Too frightened to face the thugs who loaned him money, David John Mills sat in an undisclosed courtroom and took his lumps for bilking two people out of their cars.
The Kelowna man is in hiding after he says members of the Independent Soldiers confronted him in the Kelowna Law Courts last September. Mills has paid back far more than the amount he borrowed, but the organized-crime group is still after him, his lawyer West Munson said.
Mills felt so threatened, police and courthouse sheriffs escorted him to his vehicle, Munson said. He later pleaded guilty to two counts of fraud and asked to stay out of Kelowna for this week's sentencing. He appeared by video feed from somewhere in B.C. as a judge gave him an 18-month conditional sentence.
"I'm still in fear for my family. That's why I don't talk to them at all. I got in over my head and made a lot of mistakes," Mills said. "I want to . . . move on and get some closure."
Mills, 42, operated D-L Mills Auto next to Winn Automotive Group, a properly licensed dealer and consignment dealer, in 2009. Mills was licensed to sell cars as a separate business, but not on consignment.
Even though his victims took their vehicles to the Winn Automotive lot, Mills dealt with them. He promised a woman to pay her $41,000 once he sold her 2004 BMW and he'd keep the rest. Months later, Mills promised a man $31,000 of the proceeds once he sold his BMW.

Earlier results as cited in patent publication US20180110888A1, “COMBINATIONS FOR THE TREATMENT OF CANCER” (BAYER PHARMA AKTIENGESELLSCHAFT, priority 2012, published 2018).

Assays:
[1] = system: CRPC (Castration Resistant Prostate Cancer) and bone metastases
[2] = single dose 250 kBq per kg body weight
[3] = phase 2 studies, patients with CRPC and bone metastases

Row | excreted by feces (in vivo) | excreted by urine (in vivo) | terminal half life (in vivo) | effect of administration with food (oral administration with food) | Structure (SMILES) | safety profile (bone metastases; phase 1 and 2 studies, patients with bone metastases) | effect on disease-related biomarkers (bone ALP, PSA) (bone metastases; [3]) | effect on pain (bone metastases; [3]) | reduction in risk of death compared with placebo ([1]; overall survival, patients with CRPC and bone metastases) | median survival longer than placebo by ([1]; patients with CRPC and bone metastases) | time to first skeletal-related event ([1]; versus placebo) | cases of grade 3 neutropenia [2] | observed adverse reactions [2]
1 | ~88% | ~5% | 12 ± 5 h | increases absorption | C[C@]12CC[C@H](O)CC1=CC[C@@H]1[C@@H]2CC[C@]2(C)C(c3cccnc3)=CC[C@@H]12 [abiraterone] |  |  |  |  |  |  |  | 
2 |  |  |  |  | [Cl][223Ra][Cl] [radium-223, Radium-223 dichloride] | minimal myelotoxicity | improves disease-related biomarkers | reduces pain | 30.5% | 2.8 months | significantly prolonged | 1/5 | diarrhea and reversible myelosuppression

Mills used both cars as collateral on a loan and exchanged the vehicles with another dealer for a Hummer, court heard. The dealer sold the BMWs in the Lower Mainland.
Mills gave no money to the original owners and never told them he'd sold the cars. He moved his business to Reid's Corner and later closed it without informing them. The owners eventually learned what happened and complained.
"Mr. Mills' actions were quite brazen and he really had no hope of getting away with this," said Judge Jane Cartwright.
Those who sell on consignment put up a $30,000 letter of credit toward a compensation fund in case a consignment sale goes wrong. The fund paid $40,000 to the Hummer dealer so he could pay $20,000 each to the people who bought the BMWs from him. One of the original owners received $20,000 to cover a lien on his vehicle. And Winn Automotive's insurance company was paid out $10,000.
Cartwright agreed Mills breached the trust of the people he dealt with.
"The transactions were unauthorized. He brought in unsuspecting people and he knew he couldn't do what he was trying to do."
Cartwright ordered him to pay $70,000 in restitution - $60,000 to the Motor Dealer Customer Compensation fund and $10,000 to Forsens, the underwriters who covered Winn Enterprises.
The judge said the apparent extortion from the Independent Soldiers was "horrifying," but there's no evidence it's true except for "the word of a man who's convicted of dishonest crimes."
The frauds are similar to employees stealing from their employer, Cartwright said. She ordered him to obey an overnight curfew for six months and to complete 100 hours of community service. She barred him from drinking alcohol or using drugs, and from selling or buying vehicles except for his own use.